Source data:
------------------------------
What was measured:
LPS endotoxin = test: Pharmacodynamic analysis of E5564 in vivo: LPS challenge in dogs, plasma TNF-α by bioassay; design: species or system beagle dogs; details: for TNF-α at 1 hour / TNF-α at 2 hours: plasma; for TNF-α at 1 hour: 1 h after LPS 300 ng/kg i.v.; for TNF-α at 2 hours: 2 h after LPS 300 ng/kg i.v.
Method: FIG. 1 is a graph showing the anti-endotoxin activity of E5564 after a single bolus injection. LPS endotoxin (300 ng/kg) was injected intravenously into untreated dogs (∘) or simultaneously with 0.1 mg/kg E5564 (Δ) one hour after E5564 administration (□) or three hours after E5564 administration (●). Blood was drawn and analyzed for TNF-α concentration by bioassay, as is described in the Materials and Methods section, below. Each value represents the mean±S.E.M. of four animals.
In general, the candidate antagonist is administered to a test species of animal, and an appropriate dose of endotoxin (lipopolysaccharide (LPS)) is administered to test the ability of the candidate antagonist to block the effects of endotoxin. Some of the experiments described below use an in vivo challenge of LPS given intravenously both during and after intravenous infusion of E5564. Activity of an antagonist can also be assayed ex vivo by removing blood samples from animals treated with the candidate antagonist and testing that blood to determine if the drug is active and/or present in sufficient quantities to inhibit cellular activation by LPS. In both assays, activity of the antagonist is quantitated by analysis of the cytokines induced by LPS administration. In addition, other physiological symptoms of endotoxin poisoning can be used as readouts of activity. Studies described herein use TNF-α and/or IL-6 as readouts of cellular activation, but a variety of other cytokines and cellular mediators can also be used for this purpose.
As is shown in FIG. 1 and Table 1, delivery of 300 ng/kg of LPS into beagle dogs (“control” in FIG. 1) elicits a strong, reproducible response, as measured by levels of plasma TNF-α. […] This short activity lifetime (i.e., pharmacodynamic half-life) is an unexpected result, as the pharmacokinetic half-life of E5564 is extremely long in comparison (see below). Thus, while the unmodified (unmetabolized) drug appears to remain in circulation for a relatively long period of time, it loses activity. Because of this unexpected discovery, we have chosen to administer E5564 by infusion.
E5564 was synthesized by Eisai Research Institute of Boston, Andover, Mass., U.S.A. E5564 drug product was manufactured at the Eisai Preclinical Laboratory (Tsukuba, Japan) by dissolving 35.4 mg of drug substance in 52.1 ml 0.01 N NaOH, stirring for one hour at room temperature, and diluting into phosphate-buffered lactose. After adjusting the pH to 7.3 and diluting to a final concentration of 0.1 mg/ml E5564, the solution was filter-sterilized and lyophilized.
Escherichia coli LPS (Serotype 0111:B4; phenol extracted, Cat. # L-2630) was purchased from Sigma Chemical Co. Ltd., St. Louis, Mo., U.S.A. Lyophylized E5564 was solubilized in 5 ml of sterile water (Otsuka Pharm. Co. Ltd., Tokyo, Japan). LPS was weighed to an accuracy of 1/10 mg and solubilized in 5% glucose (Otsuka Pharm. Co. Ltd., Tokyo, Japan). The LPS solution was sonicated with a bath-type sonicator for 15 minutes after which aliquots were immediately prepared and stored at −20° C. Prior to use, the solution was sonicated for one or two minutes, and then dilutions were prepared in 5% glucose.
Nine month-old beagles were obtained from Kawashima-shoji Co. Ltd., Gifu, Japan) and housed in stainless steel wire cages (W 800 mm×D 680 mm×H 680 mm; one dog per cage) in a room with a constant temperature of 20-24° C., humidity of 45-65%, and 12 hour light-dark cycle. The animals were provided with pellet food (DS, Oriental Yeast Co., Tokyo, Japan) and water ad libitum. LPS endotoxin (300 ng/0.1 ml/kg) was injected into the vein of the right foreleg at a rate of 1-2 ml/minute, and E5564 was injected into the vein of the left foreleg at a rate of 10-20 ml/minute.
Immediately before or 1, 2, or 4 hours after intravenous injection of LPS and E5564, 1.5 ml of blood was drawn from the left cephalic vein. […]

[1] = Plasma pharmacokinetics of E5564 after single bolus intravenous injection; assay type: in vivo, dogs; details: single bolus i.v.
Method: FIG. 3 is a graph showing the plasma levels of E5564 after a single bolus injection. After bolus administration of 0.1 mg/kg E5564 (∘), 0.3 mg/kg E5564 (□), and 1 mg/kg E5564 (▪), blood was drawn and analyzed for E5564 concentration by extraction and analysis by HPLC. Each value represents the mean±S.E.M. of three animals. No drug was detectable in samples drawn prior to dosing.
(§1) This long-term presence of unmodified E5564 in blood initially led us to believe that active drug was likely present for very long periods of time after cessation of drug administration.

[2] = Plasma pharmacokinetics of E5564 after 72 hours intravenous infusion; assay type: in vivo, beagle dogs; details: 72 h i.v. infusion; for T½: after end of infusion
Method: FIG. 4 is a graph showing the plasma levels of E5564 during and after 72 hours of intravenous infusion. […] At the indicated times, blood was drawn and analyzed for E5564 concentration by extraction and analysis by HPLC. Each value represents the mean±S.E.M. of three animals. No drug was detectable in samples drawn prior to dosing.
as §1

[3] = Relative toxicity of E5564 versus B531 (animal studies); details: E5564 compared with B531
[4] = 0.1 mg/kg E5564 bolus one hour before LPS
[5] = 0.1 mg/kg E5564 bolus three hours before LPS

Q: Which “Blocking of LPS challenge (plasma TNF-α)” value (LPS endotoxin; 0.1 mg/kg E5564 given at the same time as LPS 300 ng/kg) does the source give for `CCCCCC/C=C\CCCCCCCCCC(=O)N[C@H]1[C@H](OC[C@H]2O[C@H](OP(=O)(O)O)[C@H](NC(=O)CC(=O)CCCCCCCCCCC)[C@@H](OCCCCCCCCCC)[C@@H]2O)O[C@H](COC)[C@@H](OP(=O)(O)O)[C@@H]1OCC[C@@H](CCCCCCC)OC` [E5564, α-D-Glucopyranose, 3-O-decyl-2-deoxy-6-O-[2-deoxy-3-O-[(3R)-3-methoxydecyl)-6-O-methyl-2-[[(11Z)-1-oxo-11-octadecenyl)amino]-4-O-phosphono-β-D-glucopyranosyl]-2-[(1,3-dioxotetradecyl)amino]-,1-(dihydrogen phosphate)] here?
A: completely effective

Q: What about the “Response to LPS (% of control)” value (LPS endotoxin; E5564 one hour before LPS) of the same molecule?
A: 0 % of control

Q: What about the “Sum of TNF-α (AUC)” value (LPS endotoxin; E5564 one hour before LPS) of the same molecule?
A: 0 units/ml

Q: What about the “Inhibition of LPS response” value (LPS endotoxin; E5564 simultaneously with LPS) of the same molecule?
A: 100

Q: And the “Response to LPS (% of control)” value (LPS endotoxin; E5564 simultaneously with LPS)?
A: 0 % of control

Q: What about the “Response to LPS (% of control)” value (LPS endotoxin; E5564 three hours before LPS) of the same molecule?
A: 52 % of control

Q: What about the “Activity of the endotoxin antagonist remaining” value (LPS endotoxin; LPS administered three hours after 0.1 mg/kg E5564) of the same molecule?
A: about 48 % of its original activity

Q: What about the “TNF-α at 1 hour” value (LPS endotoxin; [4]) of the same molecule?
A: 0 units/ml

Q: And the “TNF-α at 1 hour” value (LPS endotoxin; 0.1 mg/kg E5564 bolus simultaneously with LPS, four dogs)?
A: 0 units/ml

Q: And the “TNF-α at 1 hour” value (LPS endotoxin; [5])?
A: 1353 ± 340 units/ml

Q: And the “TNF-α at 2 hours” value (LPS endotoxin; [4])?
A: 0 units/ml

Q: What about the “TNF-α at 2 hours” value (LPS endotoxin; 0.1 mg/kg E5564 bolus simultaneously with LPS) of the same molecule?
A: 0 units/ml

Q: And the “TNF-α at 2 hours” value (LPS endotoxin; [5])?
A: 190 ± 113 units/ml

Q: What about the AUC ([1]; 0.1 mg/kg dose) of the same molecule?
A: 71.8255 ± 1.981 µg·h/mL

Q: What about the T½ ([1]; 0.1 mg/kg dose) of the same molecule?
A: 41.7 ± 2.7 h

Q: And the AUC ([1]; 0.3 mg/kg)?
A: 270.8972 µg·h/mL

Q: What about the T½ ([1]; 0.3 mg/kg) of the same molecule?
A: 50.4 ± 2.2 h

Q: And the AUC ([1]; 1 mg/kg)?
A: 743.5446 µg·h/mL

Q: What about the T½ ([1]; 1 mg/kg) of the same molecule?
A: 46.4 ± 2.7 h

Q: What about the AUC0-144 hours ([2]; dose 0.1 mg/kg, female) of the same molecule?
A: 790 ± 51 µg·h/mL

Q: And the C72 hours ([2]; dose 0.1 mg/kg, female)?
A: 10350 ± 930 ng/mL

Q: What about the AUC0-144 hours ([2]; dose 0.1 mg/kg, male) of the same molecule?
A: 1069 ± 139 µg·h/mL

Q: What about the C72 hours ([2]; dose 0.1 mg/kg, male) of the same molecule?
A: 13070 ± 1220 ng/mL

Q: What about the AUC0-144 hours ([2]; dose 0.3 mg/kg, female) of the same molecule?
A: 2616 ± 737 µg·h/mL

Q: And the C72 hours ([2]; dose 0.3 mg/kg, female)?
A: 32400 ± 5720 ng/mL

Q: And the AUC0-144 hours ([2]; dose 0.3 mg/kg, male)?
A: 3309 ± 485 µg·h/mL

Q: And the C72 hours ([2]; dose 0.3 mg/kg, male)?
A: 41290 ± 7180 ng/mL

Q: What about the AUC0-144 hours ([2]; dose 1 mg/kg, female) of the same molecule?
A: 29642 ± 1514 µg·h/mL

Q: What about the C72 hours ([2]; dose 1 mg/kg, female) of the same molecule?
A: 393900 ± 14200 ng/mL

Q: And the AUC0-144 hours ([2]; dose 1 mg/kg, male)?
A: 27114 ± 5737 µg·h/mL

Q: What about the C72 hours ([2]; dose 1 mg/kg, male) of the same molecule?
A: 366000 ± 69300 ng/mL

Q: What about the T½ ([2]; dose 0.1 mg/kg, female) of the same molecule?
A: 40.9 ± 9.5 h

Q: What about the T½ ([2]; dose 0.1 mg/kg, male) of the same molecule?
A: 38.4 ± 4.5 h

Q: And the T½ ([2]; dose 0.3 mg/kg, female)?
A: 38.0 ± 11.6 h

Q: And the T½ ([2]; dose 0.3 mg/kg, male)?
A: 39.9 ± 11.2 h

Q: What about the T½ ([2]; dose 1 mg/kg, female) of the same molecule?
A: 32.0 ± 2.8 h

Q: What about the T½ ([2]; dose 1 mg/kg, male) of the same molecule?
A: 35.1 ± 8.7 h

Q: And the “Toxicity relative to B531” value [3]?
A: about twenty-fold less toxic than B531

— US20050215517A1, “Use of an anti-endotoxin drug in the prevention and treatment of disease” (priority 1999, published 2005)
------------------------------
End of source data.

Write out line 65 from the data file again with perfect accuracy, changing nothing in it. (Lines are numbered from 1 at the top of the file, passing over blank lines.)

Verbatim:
Q: What about the AUC0-144 hours ([2]; dose 0.3 mg/kg, female) of the same molecule?